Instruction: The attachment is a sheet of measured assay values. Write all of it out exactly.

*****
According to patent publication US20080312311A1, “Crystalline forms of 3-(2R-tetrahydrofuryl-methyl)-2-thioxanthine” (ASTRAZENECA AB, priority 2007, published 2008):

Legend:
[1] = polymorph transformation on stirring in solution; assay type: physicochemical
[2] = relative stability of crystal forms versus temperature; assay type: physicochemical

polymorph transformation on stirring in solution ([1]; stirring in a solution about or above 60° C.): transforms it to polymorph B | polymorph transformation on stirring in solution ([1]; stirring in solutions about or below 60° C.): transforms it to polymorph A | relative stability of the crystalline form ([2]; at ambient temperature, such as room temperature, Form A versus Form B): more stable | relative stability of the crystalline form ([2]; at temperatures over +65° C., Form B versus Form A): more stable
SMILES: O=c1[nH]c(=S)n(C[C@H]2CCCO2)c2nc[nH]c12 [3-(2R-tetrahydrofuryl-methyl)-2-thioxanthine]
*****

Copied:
According to patent publication US20080312311A1, “Crystalline forms of 3-(2R-tetrahydrofuryl-methyl)-2-thioxanthine” (ASTRAZENECA AB, priority 2007, published 2008):

Legend:
[1] = polymorph transformation on stirring in solution; assay type: physicochemical
[2] = relative stability of crystal forms versus temperature; assay type: physicochemical

polymorph transformation on stirring in solution ([1]; stirring in a solution about or above 60° C.): transforms it to polymorph B | polymorph transformation on stirring in solution ([1]; stirring in solutions about or below 60° C.): transforms it to polymorph A | relative stability of the crystalline form ([2]; at ambient temperature, such as room temperature, Form A versus Form B): more stable | relative stability of the crystalline form ([2]; at temperatures over +65° C., Form B versus Form A): more stable
SMILES: O=c1[nH]c(=S)n(C[C@H]2CCCO2)c2nc[nH]c12 [3-(2R-tetrahydrofuryl-methyl)-2-thioxanthine]